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New Thorn Research Monitors Evolution of Youth Attitudes and Experiences with SG-CSAM

October 25, 2022

2 Minute Read

Thorn’s latest research, Self-Generated Child Sexual Abuse Material: Youth Attitudes and Experiences in 2021, is the only annual tracking survey of its kind monitoring changes in minors’ behaviors and attitudes related to self-generated child sexual abuse material (SG-CSAM), more commonly known as “sharing nudes” or “sexting.”

High level findings from 2021 reveal a sustained increase in the number of young people sharing their own SG-CSAM as well as the perceived normalcy of non-consensually re-sharing another child’s SG-CSAM. The data also underscored heightened risk among boys and Hispanic/Latino youth.

Research Key Findings Include:

  • Since 2019, there has been a sustained increase in minors reporting that they have shared their own nude photos with others. In 2021, 1 in 6 minors reported sharing their own SG-CSAM – a more than 60% increase from the 2019 survey. This includes 1 in 7 pre-teenagers and 1 in 5 teenagers.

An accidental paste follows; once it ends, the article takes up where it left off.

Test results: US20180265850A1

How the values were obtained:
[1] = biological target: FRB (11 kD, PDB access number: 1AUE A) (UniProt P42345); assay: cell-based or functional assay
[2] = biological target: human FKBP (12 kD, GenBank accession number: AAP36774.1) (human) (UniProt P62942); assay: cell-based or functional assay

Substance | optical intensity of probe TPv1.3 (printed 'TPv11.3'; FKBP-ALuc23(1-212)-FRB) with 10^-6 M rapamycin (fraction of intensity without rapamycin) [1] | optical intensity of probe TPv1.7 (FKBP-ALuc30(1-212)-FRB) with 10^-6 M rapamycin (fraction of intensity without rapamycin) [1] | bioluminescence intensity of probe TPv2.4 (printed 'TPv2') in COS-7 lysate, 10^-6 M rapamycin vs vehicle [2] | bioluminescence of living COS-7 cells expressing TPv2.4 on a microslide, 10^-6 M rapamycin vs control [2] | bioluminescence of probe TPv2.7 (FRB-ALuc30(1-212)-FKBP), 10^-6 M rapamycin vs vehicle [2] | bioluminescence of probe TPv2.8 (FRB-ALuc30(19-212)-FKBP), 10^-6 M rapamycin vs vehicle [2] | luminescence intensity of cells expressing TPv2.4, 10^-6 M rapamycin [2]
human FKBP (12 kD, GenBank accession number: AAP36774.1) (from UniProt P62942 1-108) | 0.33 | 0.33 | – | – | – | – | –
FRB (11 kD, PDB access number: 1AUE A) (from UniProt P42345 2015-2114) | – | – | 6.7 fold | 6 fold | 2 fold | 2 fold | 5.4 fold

• When compared with findings from past years, more pre-teens and teenagers believe their friends non-consensually re-share nudes. In 2021, the perceived normalcy of re-sharing SG-CSAM increased for the second year, with 1 in 6 minors believing that their friends at least sometimes non-consensually re-share another child’s nudes. 
  • Boys continue to demonstrate heightened risk for SG-CSAM behaviors. Since 2019, the number of pre-teen boys who reported sharing their own nudes doubled, while the number of teenage boys sharing their own nudes nearly tripled. Compared to girls, boys have also consistently reported a higher likelihood of non-consensually re-sharing others’ content and of thinking that re-sharing SG-CSAM can be legal.
  • Latino and Hispanic youth emerged as a group demonstrating heightened risk related to SG-CSAM compared to other groups. In 2021, Hispanic and Latino minors reported a higher likelihood to share their own nudes, believe their friends are sharing nudes, and to non-consensually re-share someone else’s content compared to their non-Hispanic and non-Latino peers. 

Thorn will continue to monitor trends in youth attitudes and experiences with SG-CSAM in the years to come. Our hope is this data can be used to inform and deliver successful interventions that safeguard, support, and empower young people as they navigate their digital experiences. 

As a parent or caregiver, you can help the kids in your life with our Thorn for Parents resources.

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